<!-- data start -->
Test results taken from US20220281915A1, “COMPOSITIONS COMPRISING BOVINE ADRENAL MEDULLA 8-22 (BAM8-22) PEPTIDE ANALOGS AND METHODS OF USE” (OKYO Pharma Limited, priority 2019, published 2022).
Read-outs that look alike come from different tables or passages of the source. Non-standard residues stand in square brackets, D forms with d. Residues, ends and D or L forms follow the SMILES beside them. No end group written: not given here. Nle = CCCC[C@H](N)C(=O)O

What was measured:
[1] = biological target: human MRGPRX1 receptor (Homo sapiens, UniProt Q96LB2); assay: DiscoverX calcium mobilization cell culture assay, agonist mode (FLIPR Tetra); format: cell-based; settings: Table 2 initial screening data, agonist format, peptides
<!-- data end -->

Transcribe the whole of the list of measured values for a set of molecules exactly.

Test results taken from US20220281915A1, “COMPOSITIONS COMPRISING BOVINE ADRENAL MEDULLA 8-22 (BAM8-22) PEPTIDE ANALOGS AND METHODS OF USE” (OKYO Pharma Limited, priority 2019, published 2022).
Read-outs that look alike come from different tables or passages of the source. Non-standard residues stand in square brackets, D forms with d. Residues, ends and D or L forms follow the SMILES beside them. No end group written: not given here. Nle = CCCC[C@H](N)C(=O)O

What was measured:
[1] = biological target: human MRGPRX1 receptor (Homo sapiens, UniProt Q96LB2); assay: DiscoverX calcium mobilization cell culture assay, agonist mode (FLIPR Tetra); format: cell-based; settings: Table 2 initial screening data, agonist format, peptides